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China and Russia highlight ‘tectonic shifts in global politics’ | Politics News

China and Russia highlight ‘tectonic shifts in global politics’ | Politics News

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Comments come at the Shanghai Cooperation Organisation summit – a regional bloc that Moscow and Beijing see as a counterweight to US ‘hegemony’ on the world stage.

The presidents of China and Russia urged allies to resist external influence saying the global centres of power are changing and a multipolar world is on the horizon.

Russian President Vladimir Putin and his Chinese counterpart Xi Jinping were in Kazakhstan’s capital of Astana on Thursday for a gathering of leaders from the Shanghai Cooperation Organisation (SCO) – a regional bloc that Moscow and Beijing see as a counterweight to US “hegemony” on the world stage.

Xi called on the countries to “resist external interference” while Putin said “new centres” of political and economic might are on the rise.

“We should join hands to resist external interference, firmly support each other, take care of each other’s concerns … and firmly control of the future and destiny of our countries and regional peace and development in our own hands,” Xi told the summit.

“It is of vital importance to the world that the SCO be on the right side of history and on the side of fairness and justice.”

In a joint declaration, published by the Kremlin, the group noted “tectonic shifts in global politics” and called for the bloc to play an enhanced role in global and regional security.

“The use of force is increasing, the norms of international law are systemically being violated, geopolitical confrontation and conflicts are growing, and risks to stability in the world and the SCO region are multiplying,” it stated.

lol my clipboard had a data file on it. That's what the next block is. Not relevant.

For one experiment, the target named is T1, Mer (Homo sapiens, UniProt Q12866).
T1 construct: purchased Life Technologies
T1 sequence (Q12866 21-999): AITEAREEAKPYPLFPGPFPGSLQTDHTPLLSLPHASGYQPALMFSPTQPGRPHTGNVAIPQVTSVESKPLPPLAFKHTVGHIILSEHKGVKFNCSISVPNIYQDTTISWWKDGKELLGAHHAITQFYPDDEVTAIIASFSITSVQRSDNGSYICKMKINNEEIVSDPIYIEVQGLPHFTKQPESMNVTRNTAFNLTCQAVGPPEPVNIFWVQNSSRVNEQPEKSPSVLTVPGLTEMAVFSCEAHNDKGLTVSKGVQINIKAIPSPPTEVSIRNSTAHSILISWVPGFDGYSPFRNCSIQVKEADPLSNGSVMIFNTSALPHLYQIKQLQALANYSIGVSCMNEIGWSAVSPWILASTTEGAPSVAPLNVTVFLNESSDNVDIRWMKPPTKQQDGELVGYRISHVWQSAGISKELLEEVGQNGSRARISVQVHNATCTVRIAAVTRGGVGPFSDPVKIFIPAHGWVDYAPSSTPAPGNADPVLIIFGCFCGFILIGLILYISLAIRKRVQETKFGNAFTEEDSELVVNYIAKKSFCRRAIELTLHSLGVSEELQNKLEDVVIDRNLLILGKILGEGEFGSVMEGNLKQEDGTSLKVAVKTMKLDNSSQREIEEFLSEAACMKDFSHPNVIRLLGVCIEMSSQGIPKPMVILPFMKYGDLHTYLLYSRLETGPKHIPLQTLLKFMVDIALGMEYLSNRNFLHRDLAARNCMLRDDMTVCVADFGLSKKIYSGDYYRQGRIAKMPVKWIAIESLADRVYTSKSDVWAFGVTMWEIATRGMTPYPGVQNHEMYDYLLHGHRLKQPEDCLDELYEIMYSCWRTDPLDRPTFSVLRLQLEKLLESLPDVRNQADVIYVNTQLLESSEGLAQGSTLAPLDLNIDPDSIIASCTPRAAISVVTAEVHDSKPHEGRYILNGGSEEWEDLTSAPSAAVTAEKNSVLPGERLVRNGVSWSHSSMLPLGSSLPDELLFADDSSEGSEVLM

The final communique also called for an “early, complete and sustainable ceasefire” in Gaza with a “comprehensive and just settlement of the Palestinian question”.

The statement did not refer to Russia’s invasion of Ukraine or China’s dispute with Taiwan, but said the group had “mutual respect for sovereignty, independence and territorial integrity of states”.

Russian President Vladimir Putin speaks with Chinese President Xi Jinping
President Vladimir Putin, left, speaks with Chinese President Xi Jinping [File: Sergey Bobylev/Sputnik via Reuters]

‘A just world order’

Both Russia and China regularly rail against what they say is the US dominance of global affairs and are seeking to boost their influence and control, particularly in regions close to their borders.

“The multipolar world has become a reality,” Putin said in remarks at the summit, hailing the accession of Russia’s close ally Belarus to the bloc, becoming its tenth member.

“The circle of states that stand for a just world order and are ready to resolutely defend their legitimate rights and protect traditional values is expanding,” Putin said. “New centres of power and economic growth are strengthening.”

Western-sanctioned Iran joined as a full Shanghai Cooperation Organisation member last year. Also attending the meeting on Thursday was UN Secretary-General Antonio Guterres, who is visiting Central Asia.

The SCO was founded in 2001 but has come to prominence in recent years. Alongside China, Russia and Belarus, its full members are India, Iran, Kazakhstan, Kyrgyzstan, Uzbekistan, Pakistan and Tajikistan.

It is intended to be a platform for cooperation in competition with the West with a focus on security and economics, and Central Asia in particular. SCO represents 40 percent of the global population and about 30 percent of its gross domestic product.

But it is a disparate group with many internal disagreements, including territorial disputes.

Russia’s invasion of Ukraine has further increased major powers’ interest in Central Asia, where Moscow is seeking to maintain its traditional sway, but where China now has strong ties through its flagship Belt and Road infrastructure project.

The West is also vying for influence in the strategically important region, rich in oil and gas and a crucial transport route between Asia and Europe.

In the final declaration, the bloc criticised the “unilateral and unrestricted build-up” of missile defence systems by unnamed countries and regional alliances – a common complaint of both Moscow and Beijing aimed at the United States.

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